Do pregnant Japanese women eat sushi?
April 22, 2015 9:25 AM   Subscribe

I'm interested in thoughts and superstitions centred around eating and food in pregnancy around the world. What are you advised to eat or avoid in your country when pregnant? What are you told will happen to your baby (or its character) if you eat specific foods. Also, do Japanese women really give up sushi when pregnant and do the French give up their camembert and brie?
posted by kitchencrush to Food & Drink (21 answers total) 9 users marked this as a favorite
 
If you haven't already, you should read Expecting Better. This issue is discussed at length.
posted by melissasaurus at 9:42 AM on April 22, 2015 [7 favorites]


I can't answer about the sushi or brie but just try prying the pint of stout from a pregnant Irishwoman's hands.

These unofficial rules are not universal and it's my impression that the US' are the most stringent of all.
posted by kapers at 9:42 AM on April 22, 2015 [4 favorites]


Amazon people who hunt with curare have tabboos against pregnant women eating game killed with this poison. They get fish and grubs, (not the fish killed with the DDT though.)
posted by Oyéah at 9:59 AM on April 22, 2015


This is the advice we get in the UK. (Sushi is generally fine.)
posted by Catseye at 10:01 AM on April 22, 2015 [1 favorite]


I was surprised to find that my French sister in law (who is an OBGYN, no less) had approximately the same proscriptions on food and drink that I, and American, did. No unpasteurized cheeses, no alcohol, no oysters, no salad bar ingredients that might be susceptible to listeria, no scooping of cat litter, no smoking. I expected more of a cultural divide. Cold cuts were less present in their minds as a danger, just because cold cuts and sandwiches are less common there anyway.

This changed in France in about 1982, by the way. My mother-in-law didn't observe any of these rules when she was pregnant with her first child (now my husband), and ate oysters and smoked and drank wine all through her pregnancy. When the second one came along, the doctor told her all these things were no-no's, even though she'd done them with no apparent ill effects.
posted by Liesl at 10:07 AM on April 22, 2015


I should add that everyone looked at me with intense pity, eating my industrially-processed pasteurized cheese by myself. Because it wasn't a question of forgoing cheese entirely, of course! But it was reasonably easy to find, no problem there.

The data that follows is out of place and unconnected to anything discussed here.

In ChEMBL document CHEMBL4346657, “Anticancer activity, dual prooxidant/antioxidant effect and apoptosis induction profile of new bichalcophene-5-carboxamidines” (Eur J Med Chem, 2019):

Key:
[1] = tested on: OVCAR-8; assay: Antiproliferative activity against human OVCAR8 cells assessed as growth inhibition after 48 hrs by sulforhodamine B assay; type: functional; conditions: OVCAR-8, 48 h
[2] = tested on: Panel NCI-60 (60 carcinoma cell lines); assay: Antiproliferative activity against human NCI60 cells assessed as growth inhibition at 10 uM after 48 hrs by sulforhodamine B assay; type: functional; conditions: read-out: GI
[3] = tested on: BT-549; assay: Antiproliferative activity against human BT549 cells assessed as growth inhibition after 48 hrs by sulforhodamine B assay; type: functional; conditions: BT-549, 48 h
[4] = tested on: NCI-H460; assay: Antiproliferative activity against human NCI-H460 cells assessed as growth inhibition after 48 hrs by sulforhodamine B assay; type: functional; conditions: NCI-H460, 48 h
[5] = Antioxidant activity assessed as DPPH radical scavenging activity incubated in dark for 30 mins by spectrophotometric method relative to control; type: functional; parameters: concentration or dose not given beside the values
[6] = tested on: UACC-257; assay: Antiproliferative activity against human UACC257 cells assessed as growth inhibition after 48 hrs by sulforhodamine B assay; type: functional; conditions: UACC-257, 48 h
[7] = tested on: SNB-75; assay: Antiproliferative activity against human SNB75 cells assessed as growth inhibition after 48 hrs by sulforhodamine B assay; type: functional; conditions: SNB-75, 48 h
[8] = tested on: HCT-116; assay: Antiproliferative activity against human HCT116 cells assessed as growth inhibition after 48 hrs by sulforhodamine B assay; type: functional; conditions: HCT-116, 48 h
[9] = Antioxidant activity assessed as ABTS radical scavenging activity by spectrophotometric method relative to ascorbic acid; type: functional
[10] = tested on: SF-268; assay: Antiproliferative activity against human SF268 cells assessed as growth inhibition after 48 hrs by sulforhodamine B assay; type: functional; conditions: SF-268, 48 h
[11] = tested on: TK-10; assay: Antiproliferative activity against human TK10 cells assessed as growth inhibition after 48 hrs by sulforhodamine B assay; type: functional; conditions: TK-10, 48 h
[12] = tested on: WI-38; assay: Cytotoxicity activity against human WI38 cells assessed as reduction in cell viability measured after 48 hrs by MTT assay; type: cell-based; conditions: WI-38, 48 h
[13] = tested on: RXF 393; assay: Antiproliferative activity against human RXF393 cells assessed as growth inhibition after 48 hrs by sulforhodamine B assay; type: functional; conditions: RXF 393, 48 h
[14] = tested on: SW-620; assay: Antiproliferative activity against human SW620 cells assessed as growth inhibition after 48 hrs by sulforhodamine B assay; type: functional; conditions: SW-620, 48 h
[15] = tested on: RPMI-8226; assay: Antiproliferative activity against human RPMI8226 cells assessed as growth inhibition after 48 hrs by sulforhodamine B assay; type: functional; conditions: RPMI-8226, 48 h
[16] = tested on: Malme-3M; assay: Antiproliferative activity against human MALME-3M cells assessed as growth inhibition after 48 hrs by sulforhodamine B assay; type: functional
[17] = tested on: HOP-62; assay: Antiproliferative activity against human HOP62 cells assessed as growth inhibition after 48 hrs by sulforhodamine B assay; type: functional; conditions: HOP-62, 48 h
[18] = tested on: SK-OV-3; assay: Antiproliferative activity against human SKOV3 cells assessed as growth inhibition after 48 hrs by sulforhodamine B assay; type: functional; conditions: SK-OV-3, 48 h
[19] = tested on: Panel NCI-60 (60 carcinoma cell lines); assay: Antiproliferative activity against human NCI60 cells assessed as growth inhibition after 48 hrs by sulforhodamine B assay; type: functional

No sushi, either, but that wasn't a problem for me.
posted by Liesl at 10:09 AM on April 22, 2015


Also, this article [pdf] from Gastronomica discusses the clay/mud/dirt-eating habits of pregnant women in several parts of the world.
posted by melissasaurus at 10:35 AM on April 22, 2015 [1 favorite]


I was pregnant in Paris and I told a waiter; he immediately mentioned undercooked fish, soft cheeses and alcohol as a no-no. The cheese part surprised me.

Although it's discouraged, a large number of French and Norwegian women still smoke during pregnancy.
posted by St. Peepsburg at 10:38 AM on April 22, 2015


I don't know if Japanese women routinely give up sushi/fish during pregnancy, but it's probably worth it to note that, due in part to their fish heavy diets (and in larger part to unchecked industrial pollution), fetal mercury poisoning is known as "Minamata Disease" after a city in Japan where thousands of people were poisoned by eating mercury laden fish in the 50's.
posted by Missense Mutation at 10:41 AM on April 22, 2015 [1 favorite]


I'm Dutch. We had the same restrictions that Liesl mentioned when I was pregnant over 10 years ago. Raw meat and fish are well known as "forbidden" here as well, mostly because filet Americain and raw herring are rather popular here. We're also told to cook our other meat. No rare steaks. Raw egg products (like homemade mayonnaise) are warned against as well. "Rules" against alcohol are getting more strict, I think it used to be okay to drink a glass a week, and now it's said that you shouldn't drink at all. You can have coffee and energy drinks, but only about 1 cup per day. And we're told we should not eat too much licorice, which is kind of our signature snack.
posted by blub at 10:45 AM on April 22, 2015


I'm quite pleased with myself for finding this article which addresses some of the concerns women around the world have about pregnancy. They analyzed Google searches to see what questions people have about pregnancy in different countries ("can pregnant women ... ?"). I think you'll enjoy it.
posted by kat518 at 11:01 AM on April 22, 2015 [8 favorites]


Even in the US there is some difference on these restrictions. And my first pregnancy, my doctor told me no sushi, period. With my second child, my different doctor told me that sushi was fine as long as I avoided fish high in mercury and only ate it from reputable establishments. I'm in the US, by the way.
posted by devinemissk at 11:08 AM on April 22, 2015 [3 favorites]


In Chinese culture, pregnant women shouldn't eat broccoli because it increases their "heatness" (火氣), which can harm the baby in some way. There were other foods too but I just remember broccoli. I've never been pregnant, though, so I can't verify the veracity of this. And I don't know if this is still followed.

(Heatness is a little hard to describe. It's not really physical body temperature. Probably more like temperament.)
posted by curagea at 11:15 AM on April 22, 2015 [1 favorite]


There are no unpasteurized cheeses in the United States except for long-aged-and-therefore-safe stuff like parmesan. In France it makes sense not to eat brie and so on while pregnant because they don't pasteurize it. Here we do, so the edict makes no sense.
posted by Don Pepino at 11:44 AM on April 22, 2015 [2 favorites]